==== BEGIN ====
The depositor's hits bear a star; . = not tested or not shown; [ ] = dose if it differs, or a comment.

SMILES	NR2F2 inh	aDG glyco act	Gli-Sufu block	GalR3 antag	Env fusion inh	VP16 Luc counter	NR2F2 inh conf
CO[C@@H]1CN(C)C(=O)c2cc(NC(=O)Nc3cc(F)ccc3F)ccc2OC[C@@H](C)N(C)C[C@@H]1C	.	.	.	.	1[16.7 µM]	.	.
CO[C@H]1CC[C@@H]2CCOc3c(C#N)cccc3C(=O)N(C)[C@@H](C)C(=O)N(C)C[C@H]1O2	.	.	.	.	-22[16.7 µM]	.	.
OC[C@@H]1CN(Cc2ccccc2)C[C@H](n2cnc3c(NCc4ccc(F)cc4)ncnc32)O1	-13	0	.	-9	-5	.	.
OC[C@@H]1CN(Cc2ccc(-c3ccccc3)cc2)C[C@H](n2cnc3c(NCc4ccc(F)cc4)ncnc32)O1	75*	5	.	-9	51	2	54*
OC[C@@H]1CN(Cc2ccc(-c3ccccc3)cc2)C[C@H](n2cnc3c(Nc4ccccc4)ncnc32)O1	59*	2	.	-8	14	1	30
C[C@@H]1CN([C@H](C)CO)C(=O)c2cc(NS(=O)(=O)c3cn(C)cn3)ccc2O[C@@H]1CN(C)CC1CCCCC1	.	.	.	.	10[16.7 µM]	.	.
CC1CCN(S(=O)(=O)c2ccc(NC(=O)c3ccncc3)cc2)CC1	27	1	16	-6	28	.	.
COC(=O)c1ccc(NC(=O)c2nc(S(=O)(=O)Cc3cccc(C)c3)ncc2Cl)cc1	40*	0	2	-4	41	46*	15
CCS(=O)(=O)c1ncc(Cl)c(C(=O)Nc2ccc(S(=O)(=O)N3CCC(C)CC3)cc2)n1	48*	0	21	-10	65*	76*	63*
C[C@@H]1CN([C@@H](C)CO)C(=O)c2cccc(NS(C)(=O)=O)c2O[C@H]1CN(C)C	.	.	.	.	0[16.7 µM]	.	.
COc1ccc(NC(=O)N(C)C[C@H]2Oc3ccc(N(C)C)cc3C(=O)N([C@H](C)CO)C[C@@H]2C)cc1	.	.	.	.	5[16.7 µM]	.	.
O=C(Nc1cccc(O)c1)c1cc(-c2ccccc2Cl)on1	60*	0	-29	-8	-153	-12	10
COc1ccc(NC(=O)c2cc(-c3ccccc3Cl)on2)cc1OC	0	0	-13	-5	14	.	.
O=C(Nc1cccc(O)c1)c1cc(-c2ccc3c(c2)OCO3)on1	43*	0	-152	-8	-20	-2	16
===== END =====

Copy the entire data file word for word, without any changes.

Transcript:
The depositor's hits bear a star; . = not tested or not shown; [ ] = dose if it differs, or a comment.

SMILES	NR2F2 inh	aDG glyco act	Gli-Sufu block	GalR3 antag	Env fusion inh	VP16 Luc counter	NR2F2 inh conf
CO[C@@H]1CN(C)C(=O)c2cc(NC(=O)Nc3cc(F)ccc3F)ccc2OC[C@@H](C)N(C)C[C@@H]1C	.	.	.	.	1[16.7 µM]	.	.
CO[C@H]1CC[C@@H]2CCOc3c(C#N)cccc3C(=O)N(C)[C@@H](C)C(=O)N(C)C[C@H]1O2	.	.	.	.	-22[16.7 µM]	.	.
OC[C@@H]1CN(Cc2ccccc2)C[C@H](n2cnc3c(NCc4ccc(F)cc4)ncnc32)O1	-13	0	.	-9	-5	.	.
OC[C@@H]1CN(Cc2ccc(-c3ccccc3)cc2)C[C@H](n2cnc3c(NCc4ccc(F)cc4)ncnc32)O1	75*	5	.	-9	51	2	54*
OC[C@@H]1CN(Cc2ccc(-c3ccccc3)cc2)C[C@H](n2cnc3c(Nc4ccccc4)ncnc32)O1	59*	2	.	-8	14	1	30
C[C@@H]1CN([C@H](C)CO)C(=O)c2cc(NS(=O)(=O)c3cn(C)cn3)ccc2O[C@@H]1CN(C)CC1CCCCC1	.	.	.	.	10[16.7 µM]	.	.
CC1CCN(S(=O)(=O)c2ccc(NC(=O)c3ccncc3)cc2)CC1	27	1	16	-6	28	.	.
COC(=O)c1ccc(NC(=O)c2nc(S(=O)(=O)Cc3cccc(C)c3)ncc2Cl)cc1	40*	0	2	-4	41	46*	15
CCS(=O)(=O)c1ncc(Cl)c(C(=O)Nc2ccc(S(=O)(=O)N3CCC(C)CC3)cc2)n1	48*	0	21	-10	65*	76*	63*
C[C@@H]1CN([C@@H](C)CO)C(=O)c2cccc(NS(C)(=O)=O)c2O[C@H]1CN(C)C	.	.	.	.	0[16.7 µM]	.	.
COc1ccc(NC(=O)N(C)C[C@H]2Oc3ccc(N(C)C)cc3C(=O)N([C@H](C)CO)C[C@@H]2C)cc1	.	.	.	.	5[16.7 µM]	.	.
O=C(Nc1cccc(O)c1)c1cc(-c2ccccc2Cl)on1	60*	0	-29	-8	-153	-12	10
COc1ccc(NC(=O)c2cc(-c3ccccc3Cl)on2)cc1OC	0	0	-13	-5	14	.	.
O=C(Nc1cccc(O)c1)c1cc(-c2ccc3c(c2)OCO3)on1	43*	0	-152	-8	-20	-2	16